Thanksgiving means extra grocery shopping. I think I’ve found a good, pre-packaged gluten free bread stuffing for the turkey. Two years ago, I made my own using a loaf of gluten free bread, onions, celery, chicken broth, oil and spices. I liked it, though to be honest, when you can’t have wheat most grain products taste pretty good.
Of course I still had to stuff the turkey with Mrs. Cubison’s Bread Stuffing for Mother as she was convinced anything without wheat would not be worth eating. She had a bite or so of mine and said it wasn’t too bad, which was why I was surprised last year when she suggested we just stuff the turkey with gluten free bread stuffing. Works for me as I’m up for anything that makes life easier and not having to make two different stuffings qualifies.
Modifying my diet is nothing new. I’ve spent the last thirty years finding foods that work for whatever physical quirk my medical gurus and I have uncovered. At first it was like I was on safari in a far off galaxy, floating among the stars, spear guns and large nets at the ready, avoiding the meteors threatening to knock me off my perch; hanging on so that I didn’t float untethered into the great beyond, but bit by trial by bit, I found things that worked and that I liked. The rosy glow of health and increased stamina to stay balanced among the piranhas being the obvious pay-off.
Try explaining all that to your elderly Mother who believes if we just eat normally, all will be fine. Of course, her definition of normal depends upon whatever tangent she currently finds palatable. Like the spicy hot sauce, chips and Coke she lived on for a couple of years before I moved here.
“Why?” I asked.
“My stomach was upset” she said, “and I had really bad diarrhea and that was all that tasted good.”
Hmmm. There could be a pattern here: spicy hot sauce, huge amounts of sugar and the caffeine in the coke – do you see the connection to not feeling good, Mother? Evidently not.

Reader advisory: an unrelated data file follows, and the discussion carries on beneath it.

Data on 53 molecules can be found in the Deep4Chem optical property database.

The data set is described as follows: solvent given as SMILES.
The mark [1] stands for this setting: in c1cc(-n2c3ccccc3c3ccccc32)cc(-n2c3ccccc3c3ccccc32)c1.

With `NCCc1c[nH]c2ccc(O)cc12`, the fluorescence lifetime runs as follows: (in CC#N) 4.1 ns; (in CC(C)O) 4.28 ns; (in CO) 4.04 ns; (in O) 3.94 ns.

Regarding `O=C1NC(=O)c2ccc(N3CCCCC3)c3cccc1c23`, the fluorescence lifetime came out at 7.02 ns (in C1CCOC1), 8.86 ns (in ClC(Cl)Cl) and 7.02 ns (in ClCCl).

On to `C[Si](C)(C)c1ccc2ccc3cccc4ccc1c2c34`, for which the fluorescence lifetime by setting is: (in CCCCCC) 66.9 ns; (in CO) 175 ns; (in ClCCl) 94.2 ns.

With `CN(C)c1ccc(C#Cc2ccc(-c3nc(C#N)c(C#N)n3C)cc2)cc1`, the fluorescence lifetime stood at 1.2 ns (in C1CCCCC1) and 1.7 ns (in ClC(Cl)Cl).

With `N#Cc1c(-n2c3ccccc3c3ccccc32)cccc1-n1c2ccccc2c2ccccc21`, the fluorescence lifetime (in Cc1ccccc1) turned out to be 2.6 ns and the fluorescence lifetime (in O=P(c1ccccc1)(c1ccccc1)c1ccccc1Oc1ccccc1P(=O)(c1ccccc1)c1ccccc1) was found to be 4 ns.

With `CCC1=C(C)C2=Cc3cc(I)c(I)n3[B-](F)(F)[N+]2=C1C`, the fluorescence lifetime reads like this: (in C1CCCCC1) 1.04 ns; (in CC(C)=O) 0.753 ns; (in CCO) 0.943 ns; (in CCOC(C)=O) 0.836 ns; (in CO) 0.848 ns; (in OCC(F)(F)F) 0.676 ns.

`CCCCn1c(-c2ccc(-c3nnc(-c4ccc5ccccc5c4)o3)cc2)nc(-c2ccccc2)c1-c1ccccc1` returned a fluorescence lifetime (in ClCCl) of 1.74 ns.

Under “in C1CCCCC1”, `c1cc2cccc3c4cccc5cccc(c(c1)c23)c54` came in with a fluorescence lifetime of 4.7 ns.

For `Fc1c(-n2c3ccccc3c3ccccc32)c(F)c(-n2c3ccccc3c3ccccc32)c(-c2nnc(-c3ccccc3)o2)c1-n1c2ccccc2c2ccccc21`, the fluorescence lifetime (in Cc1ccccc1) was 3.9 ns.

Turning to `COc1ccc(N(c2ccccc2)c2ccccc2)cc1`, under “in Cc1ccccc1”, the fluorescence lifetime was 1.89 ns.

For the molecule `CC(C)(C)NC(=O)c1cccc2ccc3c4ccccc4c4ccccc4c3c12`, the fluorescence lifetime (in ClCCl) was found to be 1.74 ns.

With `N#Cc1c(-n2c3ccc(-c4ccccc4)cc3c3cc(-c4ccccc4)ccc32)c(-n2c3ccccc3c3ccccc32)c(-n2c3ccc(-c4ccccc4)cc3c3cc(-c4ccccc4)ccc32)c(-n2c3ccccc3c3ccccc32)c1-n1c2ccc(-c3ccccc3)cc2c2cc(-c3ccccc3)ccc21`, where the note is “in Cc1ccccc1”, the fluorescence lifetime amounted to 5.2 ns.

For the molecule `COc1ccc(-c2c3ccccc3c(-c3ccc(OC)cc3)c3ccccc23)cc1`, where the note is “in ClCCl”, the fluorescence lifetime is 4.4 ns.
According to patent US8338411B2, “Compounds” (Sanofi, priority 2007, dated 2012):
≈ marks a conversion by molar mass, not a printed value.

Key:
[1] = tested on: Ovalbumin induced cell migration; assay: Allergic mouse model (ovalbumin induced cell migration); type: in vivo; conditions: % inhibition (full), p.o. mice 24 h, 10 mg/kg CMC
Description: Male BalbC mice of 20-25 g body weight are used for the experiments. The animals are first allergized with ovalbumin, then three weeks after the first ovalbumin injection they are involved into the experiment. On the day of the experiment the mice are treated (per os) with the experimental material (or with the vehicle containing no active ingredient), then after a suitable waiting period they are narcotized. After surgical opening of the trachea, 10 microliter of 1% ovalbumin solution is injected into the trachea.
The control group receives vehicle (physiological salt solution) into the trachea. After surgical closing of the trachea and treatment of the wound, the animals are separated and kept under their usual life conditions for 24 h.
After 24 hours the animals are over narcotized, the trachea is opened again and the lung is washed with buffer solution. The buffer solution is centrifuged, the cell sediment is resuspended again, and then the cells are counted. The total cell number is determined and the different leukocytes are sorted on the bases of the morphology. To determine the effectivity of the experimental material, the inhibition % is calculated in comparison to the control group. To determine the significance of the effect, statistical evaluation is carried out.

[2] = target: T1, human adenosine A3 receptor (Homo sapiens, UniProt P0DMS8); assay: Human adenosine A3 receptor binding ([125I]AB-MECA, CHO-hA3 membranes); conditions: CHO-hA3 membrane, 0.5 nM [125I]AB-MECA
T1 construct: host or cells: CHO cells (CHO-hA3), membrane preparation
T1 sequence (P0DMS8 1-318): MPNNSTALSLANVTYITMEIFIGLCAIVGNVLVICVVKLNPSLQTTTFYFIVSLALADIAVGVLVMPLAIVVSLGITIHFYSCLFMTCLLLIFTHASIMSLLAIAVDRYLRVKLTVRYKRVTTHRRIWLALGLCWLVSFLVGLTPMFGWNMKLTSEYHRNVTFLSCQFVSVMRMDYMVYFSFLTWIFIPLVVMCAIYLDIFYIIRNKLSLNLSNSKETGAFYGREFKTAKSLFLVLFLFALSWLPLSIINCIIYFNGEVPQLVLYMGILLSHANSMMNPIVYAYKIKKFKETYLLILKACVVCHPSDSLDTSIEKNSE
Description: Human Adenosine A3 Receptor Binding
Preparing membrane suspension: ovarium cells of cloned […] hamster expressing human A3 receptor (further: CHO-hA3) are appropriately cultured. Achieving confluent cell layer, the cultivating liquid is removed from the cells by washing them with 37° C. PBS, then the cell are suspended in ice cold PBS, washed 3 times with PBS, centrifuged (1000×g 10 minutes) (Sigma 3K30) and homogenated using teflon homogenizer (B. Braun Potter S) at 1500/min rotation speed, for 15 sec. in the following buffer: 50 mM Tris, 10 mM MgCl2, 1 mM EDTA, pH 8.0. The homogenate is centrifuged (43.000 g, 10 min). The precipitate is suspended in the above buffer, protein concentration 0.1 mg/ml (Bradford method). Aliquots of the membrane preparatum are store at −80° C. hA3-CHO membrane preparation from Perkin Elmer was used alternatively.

Sadly for her, she can no longer shop or drive so doing the shopping is now up to me. I’m not buying foods that will make her health quirks worse. And does she get ticked off.
“I can’t believe you threw out my loose leaf Black Tea,” she says, her voice rising.
“I didn’t throw it out, I donated it to the church,” I say as I fill her tea canister with Caffeine free loose tea.
“If I put something on the list, then that’s what I expect you to get,” she slams the ink pen down on the grocery list, pulls her red sweater closer around her and glares at me.
“Here’s the deal, Mother,” I put the fresh veggies in the crisper and close the refrigerator door, “if it’s so important to you to eat things that aggravate GERD, then fine, that’s what I’ll buy,” I open a 3 lb bag of sugar and fill the canister, “and when you can’t swallow your food and aspirate in your sleep, I’ll just call the EMTs after you’re gone, ok?” I slam the canister back into its spot at the back of the counter.
“Humpf,” she reaches for her cane, turns and with each slow step clonks towards the dining room, “it’s time for my painting show,” and the TV goes on at full volume.
It’s been a winding, spinning trip but from time to time she catches up to me and when she gets there I’m surprised at what she does, like offering to make gluten free desserts and saying she’s thinks the packaged gluten free stuffing I found will be delicious. I’m amazed that somewhere in her easily confused brain that can’t remember the names of her great-great-grandchildren and which grand-children got married last year, she has learned some new ways to eat. Proof positive: you can teach an old dog new tricks. If they don’t kill you first, that is.
I feel the burn of the rope over my shoulder lessen and the weight of the barge I tow easing as it navigates more easily on its travel through the stars. I thought I was here just to help her maintain, to be comfortable, to keep her health balanced so that her end would be easier. I didn’t know the journey would also be about me letting go. I had no idea it would be about finding new ways to communicate. I couldn’t see that it would be about accepting Mother’s weaknesses while remembering to recognize her strengths. I had to learn this journey is not really about Mother, it’s about me. What I will learn. Who I will be. Who I will look like after she’s gone. Relieved? Worn down? Blossomed into a new inner beauty? That’s the one I’d like to choose. Only God can get me there and thankfully He’s pulling this barge with me.